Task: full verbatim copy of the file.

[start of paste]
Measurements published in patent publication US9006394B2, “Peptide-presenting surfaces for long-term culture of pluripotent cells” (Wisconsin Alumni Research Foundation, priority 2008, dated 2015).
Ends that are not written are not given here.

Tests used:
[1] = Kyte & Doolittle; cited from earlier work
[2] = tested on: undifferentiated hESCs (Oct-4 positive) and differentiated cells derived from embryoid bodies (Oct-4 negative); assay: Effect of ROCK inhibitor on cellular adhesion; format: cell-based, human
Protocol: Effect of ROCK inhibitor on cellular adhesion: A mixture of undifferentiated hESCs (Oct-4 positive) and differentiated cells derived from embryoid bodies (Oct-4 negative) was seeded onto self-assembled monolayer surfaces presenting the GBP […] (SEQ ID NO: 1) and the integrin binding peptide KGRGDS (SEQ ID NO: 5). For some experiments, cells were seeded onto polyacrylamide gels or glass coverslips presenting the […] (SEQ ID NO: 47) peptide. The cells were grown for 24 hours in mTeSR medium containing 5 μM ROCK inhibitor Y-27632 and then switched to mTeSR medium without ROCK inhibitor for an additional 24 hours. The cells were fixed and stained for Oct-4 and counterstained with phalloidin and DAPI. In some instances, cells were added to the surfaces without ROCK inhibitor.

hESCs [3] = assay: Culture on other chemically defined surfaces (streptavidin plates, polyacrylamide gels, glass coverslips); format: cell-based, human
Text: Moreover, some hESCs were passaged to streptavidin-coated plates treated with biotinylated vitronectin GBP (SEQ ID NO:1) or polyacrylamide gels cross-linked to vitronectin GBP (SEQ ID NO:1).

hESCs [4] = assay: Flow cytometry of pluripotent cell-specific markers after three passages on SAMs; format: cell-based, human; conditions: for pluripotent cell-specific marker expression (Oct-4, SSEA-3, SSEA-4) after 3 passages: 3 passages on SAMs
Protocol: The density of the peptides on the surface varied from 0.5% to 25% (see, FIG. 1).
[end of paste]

Measurements published in patent publication US9006394B2, “Peptide-presenting surfaces for long-term culture of pluripotent cells” (Wisconsin Alumni Research Foundation, priority 2008, dated 2015).
Ends that are not written are not given here.

Tests used:
[1] = Kyte & Doolittle; cited from earlier work
[2] = tested on: undifferentiated hESCs (Oct-4 positive) and differentiated cells derived from embryoid bodies (Oct-4 negative); assay: Effect of ROCK inhibitor on cellular adhesion; format: cell-based, human
Protocol: Effect of ROCK inhibitor on cellular adhesion: A mixture of undifferentiated hESCs (Oct-4 positive) and differentiated cells derived from embryoid bodies (Oct-4 negative) was seeded onto self-assembled monolayer surfaces presenting the GBP […] (SEQ ID NO: 1) and the integrin binding peptide KGRGDS (SEQ ID NO: 5). For some experiments, cells were seeded onto polyacrylamide gels or glass coverslips presenting the […] (SEQ ID NO: 47) peptide. The cells were grown for 24 hours in mTeSR medium containing 5 μM ROCK inhibitor Y-27632 and then switched to mTeSR medium without ROCK inhibitor for an additional 24 hours. The cells were fixed and stained for Oct-4 and counterstained with phalloidin and DAPI. In some instances, cells were added to the surfaces without ROCK inhibitor.

hESCs [3] = assay: Culture on other chemically defined surfaces (streptavidin plates, polyacrylamide gels, glass coverslips); format: cell-based, human
Text: Moreover, some hESCs were passaged to streptavidin-coated plates treated with biotinylated vitronectin GBP (SEQ ID NO:1) or polyacrylamide gels cross-linked to vitronectin GBP (SEQ ID NO:1).

hESCs [4] = assay: Flow cytometry of pluripotent cell-specific markers after three passages on SAMs; format: cell-based, human; conditions: for pluripotent cell-specific marker expression (Oct-4, SSEA-3, SSEA-4) after 3 passages: 3 passages on SAMs
Protocol: The density of the peptides on the surface varied from 0.5% to 25% (see, FIG. 1).